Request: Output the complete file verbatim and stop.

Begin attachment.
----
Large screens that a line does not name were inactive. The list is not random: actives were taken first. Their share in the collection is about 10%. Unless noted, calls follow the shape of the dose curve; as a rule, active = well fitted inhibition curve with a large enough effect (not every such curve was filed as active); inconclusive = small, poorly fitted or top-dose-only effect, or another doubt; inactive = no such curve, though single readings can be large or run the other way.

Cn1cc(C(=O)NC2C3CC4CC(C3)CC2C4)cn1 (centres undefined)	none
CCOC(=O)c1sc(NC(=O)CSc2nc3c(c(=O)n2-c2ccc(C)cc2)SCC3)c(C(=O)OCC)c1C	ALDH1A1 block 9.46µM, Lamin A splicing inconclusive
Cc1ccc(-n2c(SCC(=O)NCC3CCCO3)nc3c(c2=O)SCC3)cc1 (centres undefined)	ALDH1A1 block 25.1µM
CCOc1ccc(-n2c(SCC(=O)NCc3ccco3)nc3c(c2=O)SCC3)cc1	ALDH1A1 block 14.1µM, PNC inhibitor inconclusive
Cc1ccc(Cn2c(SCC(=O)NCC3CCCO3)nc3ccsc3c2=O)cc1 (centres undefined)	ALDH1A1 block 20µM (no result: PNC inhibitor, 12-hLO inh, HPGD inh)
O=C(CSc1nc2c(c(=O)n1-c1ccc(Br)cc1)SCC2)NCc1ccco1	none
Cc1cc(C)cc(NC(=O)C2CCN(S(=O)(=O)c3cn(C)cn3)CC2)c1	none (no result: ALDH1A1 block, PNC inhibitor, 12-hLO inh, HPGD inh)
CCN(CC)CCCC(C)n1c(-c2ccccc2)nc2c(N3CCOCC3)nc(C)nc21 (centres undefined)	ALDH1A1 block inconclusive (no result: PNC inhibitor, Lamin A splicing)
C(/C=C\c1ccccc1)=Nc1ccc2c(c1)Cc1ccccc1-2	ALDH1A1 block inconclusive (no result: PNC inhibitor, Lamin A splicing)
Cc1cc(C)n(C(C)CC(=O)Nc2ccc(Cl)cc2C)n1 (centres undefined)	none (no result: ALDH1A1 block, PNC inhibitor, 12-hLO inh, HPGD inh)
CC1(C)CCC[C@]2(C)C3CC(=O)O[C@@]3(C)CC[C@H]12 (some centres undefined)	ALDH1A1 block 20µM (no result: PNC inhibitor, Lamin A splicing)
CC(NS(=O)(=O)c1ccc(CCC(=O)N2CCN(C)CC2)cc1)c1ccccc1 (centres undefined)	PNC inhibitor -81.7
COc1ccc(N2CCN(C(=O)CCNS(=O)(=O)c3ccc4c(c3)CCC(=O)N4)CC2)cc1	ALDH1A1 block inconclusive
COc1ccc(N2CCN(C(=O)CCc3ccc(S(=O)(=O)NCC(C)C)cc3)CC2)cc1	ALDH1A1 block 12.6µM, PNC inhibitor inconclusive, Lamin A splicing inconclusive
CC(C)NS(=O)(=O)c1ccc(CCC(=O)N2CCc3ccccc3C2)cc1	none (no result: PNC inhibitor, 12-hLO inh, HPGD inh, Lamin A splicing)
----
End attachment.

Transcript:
Large screens that a line does not name were inactive. The list is not random: actives were taken first. Their share in the collection is about 10%. Unless noted, calls follow the shape of the dose curve; as a rule, active = well fitted inhibition curve with a large enough effect (not every such curve was filed as active); inconclusive = small, poorly fitted or top-dose-only effect, or another doubt; inactive = no such curve, though single readings can be large or run the other way.

Cn1cc(C(=O)NC2C3CC4CC(C3)CC2C4)cn1 (centres undefined)	none
CCOC(=O)c1sc(NC(=O)CSc2nc3c(c(=O)n2-c2ccc(C)cc2)SCC3)c(C(=O)OCC)c1C	ALDH1A1 block 9.46µM, Lamin A splicing inconclusive
Cc1ccc(-n2c(SCC(=O)NCC3CCCO3)nc3c(c2=O)SCC3)cc1 (centres undefined)	ALDH1A1 block 25.1µM
CCOc1ccc(-n2c(SCC(=O)NCc3ccco3)nc3c(c2=O)SCC3)cc1	ALDH1A1 block 14.1µM, PNC inhibitor inconclusive
Cc1ccc(Cn2c(SCC(=O)NCC3CCCO3)nc3ccsc3c2=O)cc1 (centres undefined)	ALDH1A1 block 20µM (no result: PNC inhibitor, 12-hLO inh, HPGD inh)
O=C(CSc1nc2c(c(=O)n1-c1ccc(Br)cc1)SCC2)NCc1ccco1	none
Cc1cc(C)cc(NC(=O)C2CCN(S(=O)(=O)c3cn(C)cn3)CC2)c1	none (no result: ALDH1A1 block, PNC inhibitor, 12-hLO inh, HPGD inh)
CCN(CC)CCCC(C)n1c(-c2ccccc2)nc2c(N3CCOCC3)nc(C)nc21 (centres undefined)	ALDH1A1 block inconclusive (no result: PNC inhibitor, Lamin A splicing)
C(/C=C\c1ccccc1)=Nc1ccc2c(c1)Cc1ccccc1-2	ALDH1A1 block inconclusive (no result: PNC inhibitor, Lamin A splicing)
Cc1cc(C)n(C(C)CC(=O)Nc2ccc(Cl)cc2C)n1 (centres undefined)	none (no result: ALDH1A1 block, PNC inhibitor, 12-hLO inh, HPGD inh)
CC1(C)CCC[C@]2(C)C3CC(=O)O[C@@]3(C)CC[C@H]12 (some centres undefined)	ALDH1A1 block 20µM (no result: PNC inhibitor, Lamin A splicing)
CC(NS(=O)(=O)c1ccc(CCC(=O)N2CCN(C)CC2)cc1)c1ccccc1 (centres undefined)	PNC inhibitor -81.7
COc1ccc(N2CCN(C(=O)CCNS(=O)(=O)c3ccc4c(c3)CCC(=O)N4)CC2)cc1	ALDH1A1 block inconclusive
COc1ccc(N2CCN(C(=O)CCc3ccc(S(=O)(=O)NCC(C)C)cc3)CC2)cc1	ALDH1A1 block 12.6µM, PNC inhibitor inconclusive, Lamin A splicing inconclusive
CC(C)NS(=O)(=O)c1ccc(CCC(=O)N2CCc3ccccc3C2)cc1	none (no result: PNC inhibitor, 12-hLO inh, HPGD inh, Lamin A splicing)